Bil’s rating (out of 5): B.5.
USA, 2004. Ariztical Entertainment. Screenplay by Q. Allan Brocka. Cinematography by Keith J. Duggan. Produced by Danielle Probst. Music by Dominik Hauser. Production Design by Melissa Fischer. Costume Design by David Devincenzo. Film Editing by Phillip J. Bartell. Podcast: Bad Gay Movies.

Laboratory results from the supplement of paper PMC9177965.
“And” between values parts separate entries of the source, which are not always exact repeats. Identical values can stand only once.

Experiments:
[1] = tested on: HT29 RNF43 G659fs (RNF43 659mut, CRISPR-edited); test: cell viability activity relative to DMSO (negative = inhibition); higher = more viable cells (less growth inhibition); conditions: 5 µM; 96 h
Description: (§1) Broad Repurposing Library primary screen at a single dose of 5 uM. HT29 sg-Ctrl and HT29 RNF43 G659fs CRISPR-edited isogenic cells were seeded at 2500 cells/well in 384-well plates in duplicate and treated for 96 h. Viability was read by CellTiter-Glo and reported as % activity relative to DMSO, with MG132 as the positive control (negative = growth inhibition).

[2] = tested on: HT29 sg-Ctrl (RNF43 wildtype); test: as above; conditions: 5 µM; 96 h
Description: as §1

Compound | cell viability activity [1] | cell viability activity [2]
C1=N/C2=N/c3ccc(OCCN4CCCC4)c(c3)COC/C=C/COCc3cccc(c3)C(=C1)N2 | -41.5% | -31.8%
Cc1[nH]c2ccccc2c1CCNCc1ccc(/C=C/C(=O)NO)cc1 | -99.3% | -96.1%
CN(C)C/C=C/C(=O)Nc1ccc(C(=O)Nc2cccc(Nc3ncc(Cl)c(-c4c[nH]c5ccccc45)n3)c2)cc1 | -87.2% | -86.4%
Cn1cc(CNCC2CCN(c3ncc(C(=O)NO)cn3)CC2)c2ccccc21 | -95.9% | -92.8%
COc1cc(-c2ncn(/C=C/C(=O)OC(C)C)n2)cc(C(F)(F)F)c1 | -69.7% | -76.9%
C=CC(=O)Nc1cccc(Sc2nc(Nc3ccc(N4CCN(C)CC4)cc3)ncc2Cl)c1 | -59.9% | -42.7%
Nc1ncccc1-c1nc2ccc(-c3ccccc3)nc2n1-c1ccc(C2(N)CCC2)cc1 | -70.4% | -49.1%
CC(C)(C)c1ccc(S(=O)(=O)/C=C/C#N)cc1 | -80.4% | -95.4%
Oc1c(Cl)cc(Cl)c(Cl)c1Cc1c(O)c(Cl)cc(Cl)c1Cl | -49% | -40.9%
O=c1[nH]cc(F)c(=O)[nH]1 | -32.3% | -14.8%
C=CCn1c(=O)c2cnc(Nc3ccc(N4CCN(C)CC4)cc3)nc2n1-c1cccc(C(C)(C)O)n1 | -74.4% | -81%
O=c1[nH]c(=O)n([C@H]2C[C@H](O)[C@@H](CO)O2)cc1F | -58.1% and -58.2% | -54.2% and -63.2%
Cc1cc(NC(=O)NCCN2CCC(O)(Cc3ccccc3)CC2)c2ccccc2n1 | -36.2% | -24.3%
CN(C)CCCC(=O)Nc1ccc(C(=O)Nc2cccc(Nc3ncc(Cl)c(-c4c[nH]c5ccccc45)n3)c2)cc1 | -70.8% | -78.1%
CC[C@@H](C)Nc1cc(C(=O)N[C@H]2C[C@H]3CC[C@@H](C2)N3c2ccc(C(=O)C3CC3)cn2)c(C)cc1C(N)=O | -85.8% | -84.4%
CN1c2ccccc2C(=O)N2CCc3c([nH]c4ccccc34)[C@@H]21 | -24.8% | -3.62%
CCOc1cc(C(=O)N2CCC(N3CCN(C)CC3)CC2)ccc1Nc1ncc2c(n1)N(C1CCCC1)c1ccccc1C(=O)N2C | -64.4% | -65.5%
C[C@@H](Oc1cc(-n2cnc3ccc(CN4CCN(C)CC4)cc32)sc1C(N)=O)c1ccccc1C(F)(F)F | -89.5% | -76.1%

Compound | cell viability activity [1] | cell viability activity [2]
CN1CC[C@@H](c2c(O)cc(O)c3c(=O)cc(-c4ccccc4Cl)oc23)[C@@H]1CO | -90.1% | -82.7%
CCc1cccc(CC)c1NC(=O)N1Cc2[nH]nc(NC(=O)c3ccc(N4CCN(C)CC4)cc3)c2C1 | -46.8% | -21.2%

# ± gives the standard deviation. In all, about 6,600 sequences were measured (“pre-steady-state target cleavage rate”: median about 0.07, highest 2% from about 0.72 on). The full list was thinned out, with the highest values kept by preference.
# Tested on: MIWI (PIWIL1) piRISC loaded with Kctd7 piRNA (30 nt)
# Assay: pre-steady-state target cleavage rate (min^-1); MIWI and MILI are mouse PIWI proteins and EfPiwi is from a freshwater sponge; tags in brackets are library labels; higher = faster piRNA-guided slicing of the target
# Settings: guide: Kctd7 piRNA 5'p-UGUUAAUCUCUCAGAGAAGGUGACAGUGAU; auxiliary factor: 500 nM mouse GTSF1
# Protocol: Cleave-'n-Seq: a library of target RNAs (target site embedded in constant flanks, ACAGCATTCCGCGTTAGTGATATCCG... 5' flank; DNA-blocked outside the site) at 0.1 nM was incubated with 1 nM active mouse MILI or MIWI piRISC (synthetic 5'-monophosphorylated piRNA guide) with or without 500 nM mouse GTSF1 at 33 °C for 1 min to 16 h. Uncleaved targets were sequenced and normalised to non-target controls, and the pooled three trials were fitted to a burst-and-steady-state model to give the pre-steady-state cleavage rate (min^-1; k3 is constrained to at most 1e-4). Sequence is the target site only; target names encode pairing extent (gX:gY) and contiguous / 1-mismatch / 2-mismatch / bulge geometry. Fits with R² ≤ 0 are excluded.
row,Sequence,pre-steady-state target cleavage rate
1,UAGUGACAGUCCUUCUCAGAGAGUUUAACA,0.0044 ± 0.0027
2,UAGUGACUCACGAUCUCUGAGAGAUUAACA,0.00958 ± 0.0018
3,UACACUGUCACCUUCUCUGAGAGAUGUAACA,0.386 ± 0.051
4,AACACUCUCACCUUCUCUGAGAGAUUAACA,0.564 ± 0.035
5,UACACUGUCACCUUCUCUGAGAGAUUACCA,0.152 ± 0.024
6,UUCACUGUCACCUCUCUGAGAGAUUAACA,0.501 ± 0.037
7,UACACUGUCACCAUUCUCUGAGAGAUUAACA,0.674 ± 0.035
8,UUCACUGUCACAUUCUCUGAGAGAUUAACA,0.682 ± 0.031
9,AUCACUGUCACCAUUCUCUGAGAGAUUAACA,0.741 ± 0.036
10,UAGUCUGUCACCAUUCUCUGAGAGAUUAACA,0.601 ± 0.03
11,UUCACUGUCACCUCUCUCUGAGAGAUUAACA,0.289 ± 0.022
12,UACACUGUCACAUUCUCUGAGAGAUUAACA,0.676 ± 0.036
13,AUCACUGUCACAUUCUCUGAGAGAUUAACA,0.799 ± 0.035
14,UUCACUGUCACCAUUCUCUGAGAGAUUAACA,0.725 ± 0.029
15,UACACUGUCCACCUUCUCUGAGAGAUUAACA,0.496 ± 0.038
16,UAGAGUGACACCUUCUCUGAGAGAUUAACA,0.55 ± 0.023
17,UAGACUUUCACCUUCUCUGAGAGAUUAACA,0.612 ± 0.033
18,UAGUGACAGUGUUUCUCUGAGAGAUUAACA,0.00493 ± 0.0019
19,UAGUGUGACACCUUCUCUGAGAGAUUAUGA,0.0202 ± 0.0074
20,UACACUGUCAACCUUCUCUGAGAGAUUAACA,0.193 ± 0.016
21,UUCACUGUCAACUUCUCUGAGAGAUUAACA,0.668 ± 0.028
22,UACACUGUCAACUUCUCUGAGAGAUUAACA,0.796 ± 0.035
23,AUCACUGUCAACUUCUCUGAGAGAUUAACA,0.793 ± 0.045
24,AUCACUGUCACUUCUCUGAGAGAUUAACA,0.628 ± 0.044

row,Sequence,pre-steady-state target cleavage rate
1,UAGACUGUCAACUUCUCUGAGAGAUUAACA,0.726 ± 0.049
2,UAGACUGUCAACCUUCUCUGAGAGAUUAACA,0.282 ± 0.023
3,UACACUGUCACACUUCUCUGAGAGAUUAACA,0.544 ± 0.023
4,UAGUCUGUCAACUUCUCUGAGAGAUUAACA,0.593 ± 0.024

Kyle really likes Marc, but Marc doesn’t even know Kyle exists. Kyle’s roommate Caleb has a thing for Gwen, who is Marc’s roommate and only has eyes for gay men. When Marc finds himself attracted to Caleb, under the mistaken impression that Caleb is gay, Kyle begs Caleb to keep up the charade and go on a date with him in order that he might be closer to the boy he likes, while Caleb agrees in order to bag the girl. This round-robin of complications reaches its climax in more ways than one, when some post-dinner sex on the couch involves the major players in this comedy pushing their personal boundaries. Other than this really sexy scene, however, this indie effort is an absolute mess, featuring the odd fun line of dialogue amid awkward performances and direction. Writer/director Q. Allan Brocka enjoys the situations he creates for these people, but he completely misses out on creating any sympathy for them: Jim Verraros as Kyle is such a whiny mess that no one watching him would want to date him either, Emily Brooke Hands‘ Gwen is brash and obnoxious, and Ryan Carnes as Marc and Scott Lunsford as Caleb are too colourless to be worthy of our time, despite being so easy on the eyes. It’s such a wonderful attempt to really reflect a “modern” sensibility of sexuality, but its production values are far too poor to make it worth watching.